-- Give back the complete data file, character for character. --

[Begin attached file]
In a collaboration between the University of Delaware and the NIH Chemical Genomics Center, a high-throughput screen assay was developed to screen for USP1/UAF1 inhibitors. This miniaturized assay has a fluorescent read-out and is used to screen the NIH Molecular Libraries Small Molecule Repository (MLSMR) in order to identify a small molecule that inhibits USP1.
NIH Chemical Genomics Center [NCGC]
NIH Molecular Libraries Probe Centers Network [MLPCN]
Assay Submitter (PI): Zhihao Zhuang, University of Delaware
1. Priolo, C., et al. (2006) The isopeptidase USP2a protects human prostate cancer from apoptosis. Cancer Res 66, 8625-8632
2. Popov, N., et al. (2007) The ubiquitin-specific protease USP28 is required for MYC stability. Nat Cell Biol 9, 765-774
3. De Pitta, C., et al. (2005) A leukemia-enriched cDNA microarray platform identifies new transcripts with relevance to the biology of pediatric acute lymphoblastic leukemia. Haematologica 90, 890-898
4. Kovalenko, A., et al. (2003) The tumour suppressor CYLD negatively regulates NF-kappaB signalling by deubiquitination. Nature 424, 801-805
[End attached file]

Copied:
In a collaboration between the University of Delaware and the NIH Chemical Genomics Center, a high-throughput screen assay was developed to screen for USP1/UAF1 inhibitors. This miniaturized assay has a fluorescent read-out and is used to screen the NIH Molecular Libraries Small Molecule Repository (MLSMR) in order to identify a small molecule that inhibits USP1.
NIH Chemical Genomics Center [NCGC]
NIH Molecular Libraries Probe Centers Network [MLPCN]
Assay Submitter (PI): Zhihao Zhuang, University of Delaware
1. Priolo, C., et al. (2006) The isopeptidase USP2a protects human prostate cancer from apoptosis. Cancer Res 66, 8625-8632
2. Popov, N., et al. (2007) The ubiquitin-specific protease USP28 is required for MYC stability. Nat Cell Biol 9, 765-774
3. De Pitta, C., et al. (2005) A leukemia-enriched cDNA microarray platform identifies new transcripts with relevance to the biology of pediatric acute lymphoblastic leukemia. Haematologica 90, 890-898
4. Kovalenko, A., et al. (2003) The tumour suppressor CYLD negatively regulates NF-kappaB signalling by deubiquitination. Nature 424, 801-805